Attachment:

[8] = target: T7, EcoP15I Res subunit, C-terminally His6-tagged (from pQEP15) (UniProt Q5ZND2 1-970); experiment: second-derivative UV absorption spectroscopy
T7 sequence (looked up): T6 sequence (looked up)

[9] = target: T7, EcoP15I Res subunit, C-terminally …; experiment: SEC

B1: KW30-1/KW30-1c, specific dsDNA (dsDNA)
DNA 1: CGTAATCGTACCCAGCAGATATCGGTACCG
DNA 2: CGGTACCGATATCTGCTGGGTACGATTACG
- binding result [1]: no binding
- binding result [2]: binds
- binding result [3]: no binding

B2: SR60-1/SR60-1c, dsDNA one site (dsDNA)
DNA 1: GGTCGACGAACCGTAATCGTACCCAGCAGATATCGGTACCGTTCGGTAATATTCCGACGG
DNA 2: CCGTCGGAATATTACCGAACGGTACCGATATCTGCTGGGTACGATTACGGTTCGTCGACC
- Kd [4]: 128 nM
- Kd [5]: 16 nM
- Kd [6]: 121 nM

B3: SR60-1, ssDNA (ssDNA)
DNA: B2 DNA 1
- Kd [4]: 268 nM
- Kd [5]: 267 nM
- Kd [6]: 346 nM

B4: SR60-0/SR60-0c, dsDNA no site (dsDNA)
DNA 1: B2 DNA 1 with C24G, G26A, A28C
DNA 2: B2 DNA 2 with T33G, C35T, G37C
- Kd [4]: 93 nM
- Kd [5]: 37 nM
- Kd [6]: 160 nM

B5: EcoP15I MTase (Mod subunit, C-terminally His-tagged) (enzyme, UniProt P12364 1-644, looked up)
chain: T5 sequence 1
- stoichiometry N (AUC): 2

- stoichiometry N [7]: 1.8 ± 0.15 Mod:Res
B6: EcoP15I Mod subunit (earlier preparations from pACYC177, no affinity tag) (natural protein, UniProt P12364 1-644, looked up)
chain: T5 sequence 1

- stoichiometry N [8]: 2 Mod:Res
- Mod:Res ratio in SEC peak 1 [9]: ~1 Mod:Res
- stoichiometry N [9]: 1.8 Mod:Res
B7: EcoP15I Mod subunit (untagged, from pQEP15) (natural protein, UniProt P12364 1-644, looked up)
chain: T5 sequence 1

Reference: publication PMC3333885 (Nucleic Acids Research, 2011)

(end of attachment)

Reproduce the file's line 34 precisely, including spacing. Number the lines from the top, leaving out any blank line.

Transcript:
- Mod:Res ratio in SEC peak 1 [9]: ~1 Mod:Res